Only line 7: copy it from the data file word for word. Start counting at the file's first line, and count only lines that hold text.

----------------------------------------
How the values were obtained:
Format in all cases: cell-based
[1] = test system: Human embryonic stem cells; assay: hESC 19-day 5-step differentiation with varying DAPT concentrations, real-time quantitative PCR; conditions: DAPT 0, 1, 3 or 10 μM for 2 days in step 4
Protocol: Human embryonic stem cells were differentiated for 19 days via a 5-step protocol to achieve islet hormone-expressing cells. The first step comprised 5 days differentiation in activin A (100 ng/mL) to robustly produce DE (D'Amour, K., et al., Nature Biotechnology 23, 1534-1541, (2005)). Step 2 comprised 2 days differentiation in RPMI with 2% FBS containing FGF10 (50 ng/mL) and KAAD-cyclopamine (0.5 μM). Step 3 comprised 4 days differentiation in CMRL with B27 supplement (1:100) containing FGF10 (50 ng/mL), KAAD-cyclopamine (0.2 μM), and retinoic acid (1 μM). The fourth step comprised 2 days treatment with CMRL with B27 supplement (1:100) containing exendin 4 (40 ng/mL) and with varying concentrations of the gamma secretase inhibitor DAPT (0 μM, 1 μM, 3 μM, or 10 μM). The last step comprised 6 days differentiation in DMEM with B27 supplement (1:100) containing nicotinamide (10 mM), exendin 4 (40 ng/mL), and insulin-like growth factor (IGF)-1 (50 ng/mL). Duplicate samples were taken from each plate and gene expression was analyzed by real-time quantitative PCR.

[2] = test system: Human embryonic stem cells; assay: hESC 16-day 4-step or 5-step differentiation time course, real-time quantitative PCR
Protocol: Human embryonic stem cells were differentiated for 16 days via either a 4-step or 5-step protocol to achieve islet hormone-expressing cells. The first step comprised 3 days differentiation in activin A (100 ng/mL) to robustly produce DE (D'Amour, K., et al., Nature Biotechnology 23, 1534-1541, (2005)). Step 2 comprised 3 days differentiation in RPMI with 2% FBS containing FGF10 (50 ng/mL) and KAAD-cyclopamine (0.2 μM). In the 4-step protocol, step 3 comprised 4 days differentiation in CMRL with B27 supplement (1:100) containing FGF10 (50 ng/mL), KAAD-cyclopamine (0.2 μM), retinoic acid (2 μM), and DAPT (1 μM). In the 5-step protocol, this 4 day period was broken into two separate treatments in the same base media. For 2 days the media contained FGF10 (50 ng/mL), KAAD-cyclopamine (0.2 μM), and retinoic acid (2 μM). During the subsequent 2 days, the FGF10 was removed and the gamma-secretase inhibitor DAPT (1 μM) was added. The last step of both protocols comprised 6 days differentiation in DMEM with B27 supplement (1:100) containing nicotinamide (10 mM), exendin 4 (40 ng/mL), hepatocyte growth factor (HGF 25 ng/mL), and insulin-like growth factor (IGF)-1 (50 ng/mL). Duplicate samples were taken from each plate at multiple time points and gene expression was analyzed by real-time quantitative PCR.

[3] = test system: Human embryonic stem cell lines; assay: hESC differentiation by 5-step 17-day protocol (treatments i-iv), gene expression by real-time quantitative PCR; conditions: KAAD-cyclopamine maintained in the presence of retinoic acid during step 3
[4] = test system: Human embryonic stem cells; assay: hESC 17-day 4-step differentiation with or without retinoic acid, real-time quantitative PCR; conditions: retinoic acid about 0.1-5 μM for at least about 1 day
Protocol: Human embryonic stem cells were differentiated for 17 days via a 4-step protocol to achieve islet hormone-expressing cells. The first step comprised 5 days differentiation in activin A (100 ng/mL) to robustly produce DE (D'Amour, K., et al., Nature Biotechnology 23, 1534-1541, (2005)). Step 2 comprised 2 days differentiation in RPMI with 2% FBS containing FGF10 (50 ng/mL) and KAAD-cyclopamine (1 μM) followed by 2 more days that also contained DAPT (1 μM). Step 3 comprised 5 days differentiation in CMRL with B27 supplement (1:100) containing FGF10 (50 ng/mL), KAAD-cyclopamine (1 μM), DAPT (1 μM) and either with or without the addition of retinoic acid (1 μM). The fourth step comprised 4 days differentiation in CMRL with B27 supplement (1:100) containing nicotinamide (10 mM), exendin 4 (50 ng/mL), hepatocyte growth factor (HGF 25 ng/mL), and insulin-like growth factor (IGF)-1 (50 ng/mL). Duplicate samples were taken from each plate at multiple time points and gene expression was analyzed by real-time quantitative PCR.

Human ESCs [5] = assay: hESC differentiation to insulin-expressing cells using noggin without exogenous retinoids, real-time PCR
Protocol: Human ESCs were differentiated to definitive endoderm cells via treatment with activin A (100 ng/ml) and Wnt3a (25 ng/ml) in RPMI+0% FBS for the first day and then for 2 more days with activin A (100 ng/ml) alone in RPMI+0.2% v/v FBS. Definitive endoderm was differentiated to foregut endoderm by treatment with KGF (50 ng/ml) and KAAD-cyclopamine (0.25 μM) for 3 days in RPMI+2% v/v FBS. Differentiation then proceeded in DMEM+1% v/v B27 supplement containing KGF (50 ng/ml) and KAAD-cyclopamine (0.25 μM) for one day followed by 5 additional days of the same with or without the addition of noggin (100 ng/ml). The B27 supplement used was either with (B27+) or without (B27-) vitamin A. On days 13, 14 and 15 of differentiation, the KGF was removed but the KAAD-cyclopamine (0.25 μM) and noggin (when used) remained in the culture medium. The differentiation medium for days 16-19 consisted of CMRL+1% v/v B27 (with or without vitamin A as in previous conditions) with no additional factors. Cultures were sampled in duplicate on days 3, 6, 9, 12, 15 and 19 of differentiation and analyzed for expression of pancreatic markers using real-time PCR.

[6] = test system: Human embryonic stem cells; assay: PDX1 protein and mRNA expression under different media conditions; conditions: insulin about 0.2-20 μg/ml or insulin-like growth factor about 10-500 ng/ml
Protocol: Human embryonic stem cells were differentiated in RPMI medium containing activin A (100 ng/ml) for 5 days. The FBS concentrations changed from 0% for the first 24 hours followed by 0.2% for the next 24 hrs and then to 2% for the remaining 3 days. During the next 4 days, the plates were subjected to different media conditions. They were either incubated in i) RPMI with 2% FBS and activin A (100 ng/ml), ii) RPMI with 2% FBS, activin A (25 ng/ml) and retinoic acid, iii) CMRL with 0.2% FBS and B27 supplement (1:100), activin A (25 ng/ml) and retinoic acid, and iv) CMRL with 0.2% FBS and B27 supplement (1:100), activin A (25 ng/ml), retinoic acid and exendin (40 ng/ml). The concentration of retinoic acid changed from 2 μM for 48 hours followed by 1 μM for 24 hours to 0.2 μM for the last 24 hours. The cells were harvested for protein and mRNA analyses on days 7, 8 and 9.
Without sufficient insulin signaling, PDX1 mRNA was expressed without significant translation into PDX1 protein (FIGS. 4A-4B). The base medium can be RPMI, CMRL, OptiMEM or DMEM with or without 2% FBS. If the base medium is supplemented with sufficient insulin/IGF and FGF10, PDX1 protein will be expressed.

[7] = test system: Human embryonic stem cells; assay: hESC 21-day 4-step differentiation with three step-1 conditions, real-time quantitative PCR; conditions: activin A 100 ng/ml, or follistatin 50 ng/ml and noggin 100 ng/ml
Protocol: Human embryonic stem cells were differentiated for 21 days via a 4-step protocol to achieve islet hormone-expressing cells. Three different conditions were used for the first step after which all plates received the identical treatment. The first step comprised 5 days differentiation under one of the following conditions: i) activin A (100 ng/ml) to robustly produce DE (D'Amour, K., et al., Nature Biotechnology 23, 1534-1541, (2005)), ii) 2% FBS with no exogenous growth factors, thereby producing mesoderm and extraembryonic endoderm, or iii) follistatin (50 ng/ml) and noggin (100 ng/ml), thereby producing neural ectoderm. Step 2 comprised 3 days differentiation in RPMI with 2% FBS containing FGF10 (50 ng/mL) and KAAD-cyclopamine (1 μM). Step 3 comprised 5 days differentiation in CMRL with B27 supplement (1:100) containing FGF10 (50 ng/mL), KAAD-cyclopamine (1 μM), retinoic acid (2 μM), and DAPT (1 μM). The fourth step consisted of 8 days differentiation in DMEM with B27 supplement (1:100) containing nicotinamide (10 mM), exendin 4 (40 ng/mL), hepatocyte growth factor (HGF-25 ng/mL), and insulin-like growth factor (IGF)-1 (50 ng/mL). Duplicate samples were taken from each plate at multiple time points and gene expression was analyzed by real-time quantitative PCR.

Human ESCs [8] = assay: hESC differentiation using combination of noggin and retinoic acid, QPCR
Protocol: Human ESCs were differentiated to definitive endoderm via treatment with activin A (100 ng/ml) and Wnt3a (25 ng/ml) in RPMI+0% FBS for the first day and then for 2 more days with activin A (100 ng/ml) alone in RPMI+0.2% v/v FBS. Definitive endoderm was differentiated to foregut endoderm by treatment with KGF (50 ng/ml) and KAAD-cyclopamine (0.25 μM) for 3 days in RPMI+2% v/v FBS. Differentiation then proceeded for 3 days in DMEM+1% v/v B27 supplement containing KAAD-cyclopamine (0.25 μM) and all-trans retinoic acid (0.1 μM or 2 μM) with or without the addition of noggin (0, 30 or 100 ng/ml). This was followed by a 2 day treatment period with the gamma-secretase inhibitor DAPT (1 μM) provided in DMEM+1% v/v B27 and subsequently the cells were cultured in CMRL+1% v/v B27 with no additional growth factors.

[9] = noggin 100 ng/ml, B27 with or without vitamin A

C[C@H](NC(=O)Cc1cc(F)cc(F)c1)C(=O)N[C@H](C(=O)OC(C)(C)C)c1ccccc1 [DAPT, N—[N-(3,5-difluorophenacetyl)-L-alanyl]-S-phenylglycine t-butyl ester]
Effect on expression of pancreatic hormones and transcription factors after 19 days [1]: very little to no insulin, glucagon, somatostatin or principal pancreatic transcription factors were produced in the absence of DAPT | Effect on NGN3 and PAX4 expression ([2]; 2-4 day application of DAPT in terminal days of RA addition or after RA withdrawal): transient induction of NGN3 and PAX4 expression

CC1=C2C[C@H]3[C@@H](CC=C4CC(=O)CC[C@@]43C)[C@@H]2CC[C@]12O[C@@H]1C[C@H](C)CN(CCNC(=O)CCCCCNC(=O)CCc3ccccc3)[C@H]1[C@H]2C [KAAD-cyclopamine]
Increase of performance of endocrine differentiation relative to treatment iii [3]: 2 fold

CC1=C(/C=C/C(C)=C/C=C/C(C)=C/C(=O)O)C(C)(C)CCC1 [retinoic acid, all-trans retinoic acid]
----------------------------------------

[3] = test system: Human embryonic stem cell lines; assay: hESC differentiation by 5-step 17-day protocol (treatments i-iv), gene expression by real-time quantitative PCR; conditions: KAAD-cyclopamine maintained in the presence of retinoic acid during step 3